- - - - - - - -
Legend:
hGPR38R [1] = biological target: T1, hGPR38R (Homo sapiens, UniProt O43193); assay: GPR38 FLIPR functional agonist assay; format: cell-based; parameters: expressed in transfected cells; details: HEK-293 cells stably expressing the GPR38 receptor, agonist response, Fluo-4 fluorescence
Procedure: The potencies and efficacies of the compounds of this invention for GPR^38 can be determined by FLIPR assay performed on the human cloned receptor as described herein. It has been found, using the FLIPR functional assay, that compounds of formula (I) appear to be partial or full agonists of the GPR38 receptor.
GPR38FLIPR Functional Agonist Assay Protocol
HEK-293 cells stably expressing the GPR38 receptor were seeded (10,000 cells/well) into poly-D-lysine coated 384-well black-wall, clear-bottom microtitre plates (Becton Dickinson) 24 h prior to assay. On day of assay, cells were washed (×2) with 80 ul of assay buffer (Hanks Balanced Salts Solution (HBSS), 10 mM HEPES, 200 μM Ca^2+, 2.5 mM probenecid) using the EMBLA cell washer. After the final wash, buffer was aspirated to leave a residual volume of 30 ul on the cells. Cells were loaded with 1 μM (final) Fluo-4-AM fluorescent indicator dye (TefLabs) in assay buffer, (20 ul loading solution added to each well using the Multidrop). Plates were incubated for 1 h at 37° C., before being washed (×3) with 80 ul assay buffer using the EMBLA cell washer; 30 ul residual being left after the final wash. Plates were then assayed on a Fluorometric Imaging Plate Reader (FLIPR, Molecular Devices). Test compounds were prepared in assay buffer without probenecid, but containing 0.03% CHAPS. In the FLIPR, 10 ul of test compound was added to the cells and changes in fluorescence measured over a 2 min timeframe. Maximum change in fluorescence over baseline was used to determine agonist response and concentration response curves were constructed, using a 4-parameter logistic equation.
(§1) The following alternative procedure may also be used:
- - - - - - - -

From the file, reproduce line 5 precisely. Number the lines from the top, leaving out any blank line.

HEK-293 cells stably expressing the GPR38 receptor were seeded (10,000 cells/well) into poly-D-lysine coated 384-well black-wall, clear-bottom microtitre plates (Becton Dickinson) 24 h prior to assay. On day of assay, cells were washed (×2) with 80 ul of assay buffer (Hanks Balanced Salts Solution (HBSS), 10 mM HEPES, 200 μM Ca^2+, 2.5 mM probenecid) using the EMBLA cell washer. After the final wash, buffer was aspirated to leave a residual volume of 30 ul on the cells. Cells were loaded with 1 μM (final) Fluo-4-AM fluorescent indicator dye (TefLabs) in assay buffer, (20 ul loading solution added to each well using the Multidrop). Plates were incubated for 1 h at 37° C., before being washed (×3) with 80 ul assay buffer using the EMBLA cell washer; 30 ul residual being left after the final wash. Plates were then assayed on a Fluorometric Imaging Plate Reader (FLIPR, Molecular Devices). Test compounds were prepared in assay buffer without probenecid, but containing 0.03% CHAPS. In the FLIPR, 10 ul of test compound was added to the cells and changes in fluorescence measured over a 2 min timeframe. Maximum change in fluorescence over baseline was used to determine agonist response and concentration response curves were constructed, using a 4-parameter logistic equation.